It's How the Data will be Used that Counts
Tue Dec 4 15:14:10 CET 2001
Perfect agreement with Bob? Maybe he's starting to rub off on me!
>For this reason, it is probably unnecessary to represent the state
>`present' at all, provided the semantics could reasonably require that
>a feature which is absent is never described. Is that a reasonable
I think this is probably true. I can only come up with two potential
(1) In this case the state "present" is implied but this may not always be
the case when states are not specified. For example:
A default state of "present" doesn't make much sense for the character
"distribution". This may not be a serious problem but we should give it
(2) I think the bigger problem is the flip-side: if a character isn't in the
description then it must be "absent". We can't do it this way.
>To me, the main thing that this kind of model implies is the need, in
>some cases, to provide a thesaurus, e.g. to provide advice that if a
>character (here `margin') has a subcharacter `teeth' then it may be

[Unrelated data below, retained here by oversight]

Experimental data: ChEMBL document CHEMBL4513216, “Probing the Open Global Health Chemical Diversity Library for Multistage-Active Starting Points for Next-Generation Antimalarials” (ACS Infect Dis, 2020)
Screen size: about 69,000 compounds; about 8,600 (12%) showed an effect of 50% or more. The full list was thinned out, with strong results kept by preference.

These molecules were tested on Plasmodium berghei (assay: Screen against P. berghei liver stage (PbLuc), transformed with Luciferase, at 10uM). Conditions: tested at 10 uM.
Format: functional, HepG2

>described as `serrate'. Is that bad? Or would a purely textual
>description which just said "Leaf margins with forward-pointing teeth"
>be deemed wrong absent the word "serrate" ?
Adding a thesaurus would add way too much work and removing "serrate" would
be too restrictive.
>I think natural language parsing understanding is harder than natural
>language production from structure. So I think there is less work to
>go from data to description than the other way around.
If true (and I think it is) then this would suggest a more DELTA-like
structure and less of a text-markup structure for the representation.
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